This contribution deals with harmful effects on the environment arising from peacetime military activities, namely training of military personnel and testing of weapons and/or other military equipment. By carrying out, within their own domestic environment, in areas beyond the limits of national jurisdiction or even within the environment of other states, various kinds of hazardous military exercises, States may cause serious or irreversible environmental damages and often affect the health and lives of human beings. This subject-matter is addressed both in light of international environmental law and international human rights law. Among all possible sources of environmental harm and pollution, such peacetime military activities raise very special legal issues, which might not be addressed in the same way as any other state’s hazardous activities. Special emphasis is given to the fact that such ‘War Games’ are actually played by States within their jurisdiction or control. In light of this, the legal consequences for States are explored, particularly the issue of the existence in contemporary International Law of a customary state’s duty of care for its own environment, in addition to its duty to prevent transboundary environmental harm.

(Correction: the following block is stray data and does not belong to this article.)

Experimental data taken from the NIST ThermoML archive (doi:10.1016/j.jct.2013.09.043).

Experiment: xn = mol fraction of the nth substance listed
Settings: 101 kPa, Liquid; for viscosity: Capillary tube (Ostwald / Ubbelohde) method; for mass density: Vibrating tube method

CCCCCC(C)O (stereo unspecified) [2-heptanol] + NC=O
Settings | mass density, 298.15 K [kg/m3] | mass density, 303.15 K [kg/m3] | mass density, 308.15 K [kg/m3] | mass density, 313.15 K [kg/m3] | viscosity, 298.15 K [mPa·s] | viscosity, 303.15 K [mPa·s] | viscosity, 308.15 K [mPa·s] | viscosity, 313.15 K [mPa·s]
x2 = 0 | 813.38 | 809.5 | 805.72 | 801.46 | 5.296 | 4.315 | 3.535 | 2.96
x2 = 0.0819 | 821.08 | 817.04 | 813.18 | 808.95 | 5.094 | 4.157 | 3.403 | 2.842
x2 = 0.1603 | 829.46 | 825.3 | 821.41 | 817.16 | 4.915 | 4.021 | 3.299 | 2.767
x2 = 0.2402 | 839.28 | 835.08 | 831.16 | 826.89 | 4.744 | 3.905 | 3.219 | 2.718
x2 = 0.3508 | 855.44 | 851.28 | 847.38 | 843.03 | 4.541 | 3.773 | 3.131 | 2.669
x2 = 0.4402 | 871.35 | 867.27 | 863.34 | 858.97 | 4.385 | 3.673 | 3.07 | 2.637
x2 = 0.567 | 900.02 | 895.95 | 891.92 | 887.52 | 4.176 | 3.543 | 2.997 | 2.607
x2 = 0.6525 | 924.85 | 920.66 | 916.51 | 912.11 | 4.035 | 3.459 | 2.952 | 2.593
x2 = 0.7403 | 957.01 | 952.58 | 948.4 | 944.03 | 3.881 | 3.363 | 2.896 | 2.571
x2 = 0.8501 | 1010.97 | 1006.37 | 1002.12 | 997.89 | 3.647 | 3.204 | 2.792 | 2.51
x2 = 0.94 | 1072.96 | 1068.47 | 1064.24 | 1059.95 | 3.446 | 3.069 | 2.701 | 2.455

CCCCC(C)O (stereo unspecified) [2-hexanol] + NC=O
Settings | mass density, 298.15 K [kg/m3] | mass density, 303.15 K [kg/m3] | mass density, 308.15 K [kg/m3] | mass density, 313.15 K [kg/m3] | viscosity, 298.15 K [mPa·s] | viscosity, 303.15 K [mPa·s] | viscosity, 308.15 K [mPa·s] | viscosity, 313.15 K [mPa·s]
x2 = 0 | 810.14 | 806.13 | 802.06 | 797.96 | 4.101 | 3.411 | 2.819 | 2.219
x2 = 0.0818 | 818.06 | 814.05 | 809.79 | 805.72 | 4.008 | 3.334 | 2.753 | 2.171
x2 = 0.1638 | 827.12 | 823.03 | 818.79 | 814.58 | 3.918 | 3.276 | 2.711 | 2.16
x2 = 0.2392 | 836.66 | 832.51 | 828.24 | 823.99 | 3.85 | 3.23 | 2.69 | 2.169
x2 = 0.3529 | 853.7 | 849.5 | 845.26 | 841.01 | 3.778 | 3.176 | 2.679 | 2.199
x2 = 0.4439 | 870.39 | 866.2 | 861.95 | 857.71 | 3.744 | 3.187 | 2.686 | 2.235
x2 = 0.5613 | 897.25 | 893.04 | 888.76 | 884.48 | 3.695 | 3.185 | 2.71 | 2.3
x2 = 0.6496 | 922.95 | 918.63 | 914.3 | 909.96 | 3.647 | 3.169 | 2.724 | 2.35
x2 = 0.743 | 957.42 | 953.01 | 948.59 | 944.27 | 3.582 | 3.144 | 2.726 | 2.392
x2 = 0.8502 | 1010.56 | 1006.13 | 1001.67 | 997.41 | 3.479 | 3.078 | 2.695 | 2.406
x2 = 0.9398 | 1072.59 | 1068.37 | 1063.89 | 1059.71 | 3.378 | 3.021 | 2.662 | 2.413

The protection of the environment against harmful effects of peacetime military training activities: the role of international law / Odoni, Mario. - Leiden Studies on the Frontiers of International Law - Volume 3:(2016), pp. 262-278.